• tell your doctor if you have or have ever had nerve damage caused by your diabetes, heart failure, or any other medical conditions, including heart, liver or kidney disease.
  • tell your doctor if you are pregnant, plan to become pregnant, or are breastfeeding. If you become pregnant while using insulin glargine, call your doctor.
  • if you are having surgery, including dental surgery, tell the doctor or dentist that you are using insulin glargine.
  • alcohol may cause a change in blood sugar. Ask your doctor about the safe use of alcoholic beverages while you are using insulin glargine.
  • ask your doctor what to do if you get sick, experience unusual stress, or change your diet, exercise, or activity schedule. These changes can affect your blood sugar and the amount of insulin you will need.
  • ask your doctor how often you should check your blood sugar. Be aware that hypoglycemia may affect your ability to perform tasks such as driving and ask your doctor if you need to check your blood sugar before driving or operating machinery.

What special dietary instructions should I follow?

Be sure to follow all exercise and dietary recommendations made by your doctor or dietitian. It is important to eat a healthful diet and to eat about the same amounts of the same kinds of food at about the same times each day. Skipping or delaying meals or changing the amount or kind of food you eat can cause problems with your blood sugar control.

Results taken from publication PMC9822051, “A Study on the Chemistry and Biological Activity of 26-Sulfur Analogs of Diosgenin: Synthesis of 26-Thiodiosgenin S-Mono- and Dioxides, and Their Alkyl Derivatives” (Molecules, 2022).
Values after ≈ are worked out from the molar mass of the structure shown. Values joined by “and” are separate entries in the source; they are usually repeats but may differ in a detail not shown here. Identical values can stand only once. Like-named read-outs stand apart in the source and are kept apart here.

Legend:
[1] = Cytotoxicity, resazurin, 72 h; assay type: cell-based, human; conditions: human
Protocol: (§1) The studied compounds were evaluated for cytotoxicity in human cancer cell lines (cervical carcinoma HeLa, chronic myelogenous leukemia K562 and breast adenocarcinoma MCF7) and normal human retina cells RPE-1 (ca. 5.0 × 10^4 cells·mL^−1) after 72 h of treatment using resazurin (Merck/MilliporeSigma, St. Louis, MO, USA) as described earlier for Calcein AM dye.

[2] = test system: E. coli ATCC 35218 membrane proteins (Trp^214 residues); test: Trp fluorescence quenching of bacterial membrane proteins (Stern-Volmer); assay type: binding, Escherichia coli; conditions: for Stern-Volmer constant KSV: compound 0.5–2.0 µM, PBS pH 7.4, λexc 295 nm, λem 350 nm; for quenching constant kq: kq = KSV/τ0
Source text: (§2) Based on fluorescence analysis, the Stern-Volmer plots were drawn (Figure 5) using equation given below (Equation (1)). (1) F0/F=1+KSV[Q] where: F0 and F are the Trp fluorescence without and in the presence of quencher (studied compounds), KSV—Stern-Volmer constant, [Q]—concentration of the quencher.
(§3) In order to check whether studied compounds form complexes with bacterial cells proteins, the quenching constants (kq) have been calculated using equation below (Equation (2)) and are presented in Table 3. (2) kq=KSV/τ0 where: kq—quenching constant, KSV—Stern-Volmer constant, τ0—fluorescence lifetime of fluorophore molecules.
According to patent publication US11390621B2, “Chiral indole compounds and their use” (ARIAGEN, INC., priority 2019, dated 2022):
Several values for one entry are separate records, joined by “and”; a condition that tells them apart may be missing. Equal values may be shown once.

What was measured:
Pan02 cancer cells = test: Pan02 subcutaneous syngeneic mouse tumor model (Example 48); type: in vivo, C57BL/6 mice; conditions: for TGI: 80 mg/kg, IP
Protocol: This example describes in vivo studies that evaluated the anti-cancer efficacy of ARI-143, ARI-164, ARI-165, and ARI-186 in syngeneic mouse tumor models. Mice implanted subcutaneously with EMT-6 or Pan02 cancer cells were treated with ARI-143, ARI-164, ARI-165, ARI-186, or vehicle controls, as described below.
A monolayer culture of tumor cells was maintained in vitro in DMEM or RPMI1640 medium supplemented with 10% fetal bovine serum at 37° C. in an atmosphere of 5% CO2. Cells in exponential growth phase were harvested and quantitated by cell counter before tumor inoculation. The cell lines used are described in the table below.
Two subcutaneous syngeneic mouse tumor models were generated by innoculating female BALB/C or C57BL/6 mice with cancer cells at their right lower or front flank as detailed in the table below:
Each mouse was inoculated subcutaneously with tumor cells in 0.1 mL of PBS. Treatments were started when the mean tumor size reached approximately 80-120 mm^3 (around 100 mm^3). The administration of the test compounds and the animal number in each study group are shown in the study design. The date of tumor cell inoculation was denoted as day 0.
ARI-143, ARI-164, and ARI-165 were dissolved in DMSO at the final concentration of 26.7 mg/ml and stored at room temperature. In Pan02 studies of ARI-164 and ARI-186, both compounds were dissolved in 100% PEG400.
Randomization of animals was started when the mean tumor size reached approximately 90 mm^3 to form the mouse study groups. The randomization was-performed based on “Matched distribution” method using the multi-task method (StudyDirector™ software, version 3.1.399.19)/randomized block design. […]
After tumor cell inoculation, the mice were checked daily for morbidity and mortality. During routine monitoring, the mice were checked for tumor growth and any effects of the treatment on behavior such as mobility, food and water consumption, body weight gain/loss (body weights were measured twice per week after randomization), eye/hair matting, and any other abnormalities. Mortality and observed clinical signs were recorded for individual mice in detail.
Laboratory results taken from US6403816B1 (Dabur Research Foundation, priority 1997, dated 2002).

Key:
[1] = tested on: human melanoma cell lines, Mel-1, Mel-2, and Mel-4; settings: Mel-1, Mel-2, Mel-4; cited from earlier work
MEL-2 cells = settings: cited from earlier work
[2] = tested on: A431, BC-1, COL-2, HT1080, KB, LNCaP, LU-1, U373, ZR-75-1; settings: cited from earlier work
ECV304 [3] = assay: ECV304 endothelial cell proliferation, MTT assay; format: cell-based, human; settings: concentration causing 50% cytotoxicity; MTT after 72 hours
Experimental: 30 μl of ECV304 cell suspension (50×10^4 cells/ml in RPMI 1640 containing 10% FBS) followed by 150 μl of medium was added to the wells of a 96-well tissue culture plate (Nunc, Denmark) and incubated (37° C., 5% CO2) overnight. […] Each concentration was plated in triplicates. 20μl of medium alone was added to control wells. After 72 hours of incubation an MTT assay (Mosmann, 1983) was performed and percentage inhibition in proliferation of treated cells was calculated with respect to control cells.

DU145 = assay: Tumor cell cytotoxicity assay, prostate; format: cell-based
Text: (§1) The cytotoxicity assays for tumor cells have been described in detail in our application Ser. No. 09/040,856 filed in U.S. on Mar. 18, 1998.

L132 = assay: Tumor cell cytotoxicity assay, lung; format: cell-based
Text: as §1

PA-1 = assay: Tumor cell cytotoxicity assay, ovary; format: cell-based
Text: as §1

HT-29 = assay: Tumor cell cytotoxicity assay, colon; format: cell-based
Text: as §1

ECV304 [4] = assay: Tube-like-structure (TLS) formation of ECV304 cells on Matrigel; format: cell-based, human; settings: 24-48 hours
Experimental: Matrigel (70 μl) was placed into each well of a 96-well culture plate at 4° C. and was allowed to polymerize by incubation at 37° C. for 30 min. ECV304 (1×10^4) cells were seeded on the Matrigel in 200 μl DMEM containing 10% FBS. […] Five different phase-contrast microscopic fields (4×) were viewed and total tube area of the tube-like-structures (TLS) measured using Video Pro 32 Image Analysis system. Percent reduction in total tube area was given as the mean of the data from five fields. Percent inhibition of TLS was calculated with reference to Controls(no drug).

What should I do if I forget a dose?

Before you start using insulin glargine, ask your doctor what to do if you forget to use a dose or if you accidentally use an extra dose. Write these directions down so you can refer to them later.

What side effects can this medication cause?

This medication may cause changes in your blood sugar. You should know the symptoms of low and high blood sugar and what to do if you have these symptoms.

Insulin glargine may cause side effects. Tell your doctor if any of these symptoms are severe or do not go away:

  1. redness, swelling, pain, or itching at the injection site
  2. changes in the feel of your skin, skin thickening (fat build-up), or a little depression in the skin (fat breakdown)
  3. swelling of the hands or feet
  4. weight gain
  5. cough

Some side effects can be serious. If you experience these symptoms, call your doctor immediately or get emergency treatment:

  1. rash, hives, or itching all over the body
  2. wheezing
  3. difficulty breathing or swallowing
  4. shortness of breath
  5. fast pulse
  6. sweating
  7. swelling of the eyes, face, lips, tongue, or throat
  8. hoarseness
  9. weakness
  10. muscle cramps
  11. abnormal heartbeat

Insulin glargine may cause other side effects. Call your doctor if you have any unusual problems while using this medication.

What should I know about storage and disposal of this medication?